We’ve all seen the commercials for products with iconic animated characters like Tony the Tiger, but have you ever wondered whose voice brings these characters to life? In the 1950s and ‘60s, you may have been listening to Thurl Ravenscroft, a man famous for voicing dozens of popular characters and hit songs. He died at age 91 in 2005, but nearly a decade later, his voice is still remembered in these 10 notable works:
The Haunted Mansion-Disney Theme Parks (1969)
One of Ravencroft’s more creepy voice dubs comes in the form of a 1969 attraction at Disneyland. In the ride Thurl sings parts of the song “Grim Grinning Ghosts,” which is featured in various parts of the rides. You can actually see Ravencroft here, too. The hit vocalist makes a cameo in the graveyard scene, allowing riders a chance to see the face behind the music.
Tony the Tiger—Kellogg’s Cereal (1952-2005)
In 1952 Ravenscroft became the sole voice of the cereal legand Tony the Tiger. With the catchy line “They’re Gr-r-r-r-r-reat!” Tony the Tiger became an instant hit kids, allowing Ravenscroft to continue this job for the next 53 years.
The Aristocats (1970)
Catch Ravenscroft voicing the bass-banging Russian feline on Disney’s hit song “Ev’rybody Wants to Be a Cat.” His part might have been short, but this song has certainly not been short lived!
South Pacific-Film (1958)
Nominated for best motion picture at the 1959 Golden Globes, Thurl is credited for singing the part of Stewpot, a character acted by Ken Clark.
Pirates of the Caribbean-Disney Theme Parks (1967)
Ravenscroft plays many roles at one Disney’s most popular attractions Pirates of the Caribbean. You find Thurl singing parts of the theme song “Yo Ho, Yo Ho, A Pirate’s Life for Me,” or as the drunken pirate, one of the minstrels, and even the as the dog who howls along with them.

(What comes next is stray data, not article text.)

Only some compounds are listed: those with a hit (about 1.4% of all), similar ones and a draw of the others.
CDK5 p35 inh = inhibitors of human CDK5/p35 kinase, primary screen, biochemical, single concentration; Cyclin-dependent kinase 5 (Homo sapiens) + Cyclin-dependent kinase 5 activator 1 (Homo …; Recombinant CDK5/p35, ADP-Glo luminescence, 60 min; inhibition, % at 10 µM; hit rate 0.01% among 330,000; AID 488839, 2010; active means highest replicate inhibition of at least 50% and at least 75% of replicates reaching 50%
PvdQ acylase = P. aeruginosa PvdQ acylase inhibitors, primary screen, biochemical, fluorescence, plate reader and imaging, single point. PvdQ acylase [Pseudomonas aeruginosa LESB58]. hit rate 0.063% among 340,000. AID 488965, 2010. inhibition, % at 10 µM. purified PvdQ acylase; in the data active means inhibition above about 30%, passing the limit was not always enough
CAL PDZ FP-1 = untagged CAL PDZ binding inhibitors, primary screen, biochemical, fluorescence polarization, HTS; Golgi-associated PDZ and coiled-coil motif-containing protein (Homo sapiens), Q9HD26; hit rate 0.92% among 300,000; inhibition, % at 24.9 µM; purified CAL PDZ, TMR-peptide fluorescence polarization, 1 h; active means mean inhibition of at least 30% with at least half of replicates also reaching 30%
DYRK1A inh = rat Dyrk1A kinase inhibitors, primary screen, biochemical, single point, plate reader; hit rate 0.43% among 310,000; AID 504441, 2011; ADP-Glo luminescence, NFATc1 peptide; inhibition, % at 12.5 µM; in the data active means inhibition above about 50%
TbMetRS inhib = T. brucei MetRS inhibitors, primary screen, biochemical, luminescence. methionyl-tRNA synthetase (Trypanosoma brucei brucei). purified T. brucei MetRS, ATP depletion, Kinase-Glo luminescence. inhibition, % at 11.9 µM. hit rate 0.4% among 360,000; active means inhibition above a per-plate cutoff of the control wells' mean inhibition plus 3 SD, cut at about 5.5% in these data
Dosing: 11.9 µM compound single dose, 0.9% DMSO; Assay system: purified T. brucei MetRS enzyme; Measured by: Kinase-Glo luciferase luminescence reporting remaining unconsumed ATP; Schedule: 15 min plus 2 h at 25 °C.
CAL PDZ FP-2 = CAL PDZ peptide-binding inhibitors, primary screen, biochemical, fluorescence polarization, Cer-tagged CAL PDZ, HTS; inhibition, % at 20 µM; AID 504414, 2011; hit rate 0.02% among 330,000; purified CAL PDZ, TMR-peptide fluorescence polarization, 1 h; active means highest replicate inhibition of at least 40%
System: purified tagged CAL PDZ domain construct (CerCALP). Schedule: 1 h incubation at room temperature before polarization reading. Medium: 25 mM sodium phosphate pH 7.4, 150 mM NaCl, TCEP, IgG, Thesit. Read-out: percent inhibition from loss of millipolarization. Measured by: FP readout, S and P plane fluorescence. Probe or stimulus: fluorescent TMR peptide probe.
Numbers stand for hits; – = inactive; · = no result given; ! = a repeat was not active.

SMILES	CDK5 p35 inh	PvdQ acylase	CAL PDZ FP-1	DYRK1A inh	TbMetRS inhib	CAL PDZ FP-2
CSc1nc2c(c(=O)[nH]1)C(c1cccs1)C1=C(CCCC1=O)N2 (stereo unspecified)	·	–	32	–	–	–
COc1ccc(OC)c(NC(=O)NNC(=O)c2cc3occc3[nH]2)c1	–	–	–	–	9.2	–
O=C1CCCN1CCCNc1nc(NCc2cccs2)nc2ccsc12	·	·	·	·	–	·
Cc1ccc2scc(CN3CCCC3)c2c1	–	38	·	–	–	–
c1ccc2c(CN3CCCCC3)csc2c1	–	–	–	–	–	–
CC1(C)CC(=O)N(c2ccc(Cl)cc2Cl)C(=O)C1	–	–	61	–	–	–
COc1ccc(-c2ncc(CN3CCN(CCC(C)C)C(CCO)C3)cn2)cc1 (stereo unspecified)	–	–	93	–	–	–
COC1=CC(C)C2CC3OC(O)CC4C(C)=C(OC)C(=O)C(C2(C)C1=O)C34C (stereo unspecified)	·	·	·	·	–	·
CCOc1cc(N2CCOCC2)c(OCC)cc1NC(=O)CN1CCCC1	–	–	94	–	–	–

Lady and the Tramp (1955)
Thurl Ravenscroft, along with the Mellomen (a quartet he put together after World War II), can be heard as multiple dogs in the infamous pound. They also sing background vocals for Peggy Lee’s “He’s a Tramp.”
101 Dalmatians (1961)
Sticking with the theme of dogs; in this 1961 classic Thurl does the voice of Captain, the horse who helps saves the spotted pups!
Snoopy Come Home (1972)
Ravenscroft helped bring the Peanut’s gang to life by singing “No Dogs Allowed,” the tragic song that keeps Snoopy from hanging out with the gang, in this 1972 film.
Alice in Wonderland (1951)
Working with the Mellomen, the group created the voices for the Card Painters in the song “Painting the Roses Red,” and also singing in the chorus.
You’re a Mean One, Mr. Grinch (1966)
Perhaps Ravenscroft’s most well known work is singing “You’re a Mean One, Mr. Grinch” in the 1966 class holiday film How the Grinch Stole Christmas!. Unfortunately his name was mistakenly left out of the credits. Seuss, who eventually found out about the mistake, apologized and attempted to correct the error by writing to the media nationwide.